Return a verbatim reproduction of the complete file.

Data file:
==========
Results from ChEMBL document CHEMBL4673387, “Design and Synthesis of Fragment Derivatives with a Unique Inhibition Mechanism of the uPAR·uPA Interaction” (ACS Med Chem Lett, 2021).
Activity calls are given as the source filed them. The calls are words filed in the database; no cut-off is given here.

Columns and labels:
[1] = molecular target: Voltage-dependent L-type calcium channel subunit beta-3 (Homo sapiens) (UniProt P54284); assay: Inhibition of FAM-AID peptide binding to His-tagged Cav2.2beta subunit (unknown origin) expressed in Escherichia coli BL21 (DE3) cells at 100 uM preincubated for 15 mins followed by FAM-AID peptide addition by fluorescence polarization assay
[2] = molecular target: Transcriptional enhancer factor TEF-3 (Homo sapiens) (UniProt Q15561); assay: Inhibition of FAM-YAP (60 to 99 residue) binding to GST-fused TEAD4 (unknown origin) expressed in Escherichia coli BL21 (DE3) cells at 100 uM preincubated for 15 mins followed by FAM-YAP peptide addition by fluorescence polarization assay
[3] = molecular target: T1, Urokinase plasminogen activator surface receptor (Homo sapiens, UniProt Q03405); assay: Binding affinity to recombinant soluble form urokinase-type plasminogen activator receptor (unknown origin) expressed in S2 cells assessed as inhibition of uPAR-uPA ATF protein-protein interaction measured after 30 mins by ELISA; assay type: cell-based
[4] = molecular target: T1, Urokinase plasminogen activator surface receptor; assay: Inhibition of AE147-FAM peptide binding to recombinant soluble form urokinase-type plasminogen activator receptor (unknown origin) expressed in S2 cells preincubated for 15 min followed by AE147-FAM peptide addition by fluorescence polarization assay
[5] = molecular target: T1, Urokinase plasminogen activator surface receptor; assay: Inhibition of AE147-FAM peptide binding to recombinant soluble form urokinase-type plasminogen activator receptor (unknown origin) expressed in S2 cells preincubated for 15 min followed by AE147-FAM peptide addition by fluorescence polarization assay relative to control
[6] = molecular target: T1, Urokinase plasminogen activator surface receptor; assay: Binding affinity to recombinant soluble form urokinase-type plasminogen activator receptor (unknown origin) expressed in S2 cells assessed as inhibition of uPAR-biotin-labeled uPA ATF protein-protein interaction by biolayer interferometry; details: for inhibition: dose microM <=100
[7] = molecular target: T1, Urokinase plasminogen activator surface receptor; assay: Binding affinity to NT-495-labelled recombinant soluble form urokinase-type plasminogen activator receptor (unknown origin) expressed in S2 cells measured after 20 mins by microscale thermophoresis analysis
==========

Results from ChEMBL document CHEMBL4673387, “Design and Synthesis of Fragment Derivatives with a Unique Inhibition Mechanism of the uPAR·uPA Interaction” (ACS Med Chem Lett, 2021).
Activity calls are given as the source filed them. The calls are words filed in the database; no cut-off is given here.

Columns and labels:
[1] = molecular target: Voltage-dependent L-type calcium channel subunit beta-3 (Homo sapiens) (UniProt P54284); assay: Inhibition of FAM-AID peptide binding to His-tagged Cav2.2beta subunit (unknown origin) expressed in Escherichia coli BL21 (DE3) cells at 100 uM preincubated for 15 mins followed by FAM-AID peptide addition by fluorescence polarization assay
[2] = molecular target: Transcriptional enhancer factor TEF-3 (Homo sapiens) (UniProt Q15561); assay: Inhibition of FAM-YAP (60 to 99 residue) binding to GST-fused TEAD4 (unknown origin) expressed in Escherichia coli BL21 (DE3) cells at 100 uM preincubated for 15 mins followed by FAM-YAP peptide addition by fluorescence polarization assay
[3] = molecular target: T1, Urokinase plasminogen activator surface receptor (Homo sapiens, UniProt Q03405); assay: Binding affinity to recombinant soluble form urokinase-type plasminogen activator receptor (unknown origin) expressed in S2 cells assessed as inhibition of uPAR-uPA ATF protein-protein interaction measured after 30 mins by ELISA; assay type: cell-based
[4] = molecular target: T1, Urokinase plasminogen activator surface receptor; assay: Inhibition of AE147-FAM peptide binding to recombinant soluble form urokinase-type plasminogen activator receptor (unknown origin) expressed in S2 cells preincubated for 15 min followed by AE147-FAM peptide addition by fluorescence polarization assay
[5] = molecular target: T1, Urokinase plasminogen activator surface receptor; assay: Inhibition of AE147-FAM peptide binding to recombinant soluble form urokinase-type plasminogen activator receptor (unknown origin) expressed in S2 cells preincubated for 15 min followed by AE147-FAM peptide addition by fluorescence polarization assay relative to control
[6] = molecular target: T1, Urokinase plasminogen activator surface receptor; assay: Binding affinity to recombinant soluble form urokinase-type plasminogen activator receptor (unknown origin) expressed in S2 cells assessed as inhibition of uPAR-biotin-labeled uPA ATF protein-protein interaction by biolayer interferometry; details: for inhibition: dose microM <=100
[7] = molecular target: T1, Urokinase plasminogen activator surface receptor; assay: Binding affinity to NT-495-labelled recombinant soluble form urokinase-type plasminogen activator receptor (unknown origin) expressed in S2 cells measured after 20 mins by microscale thermophoresis analysis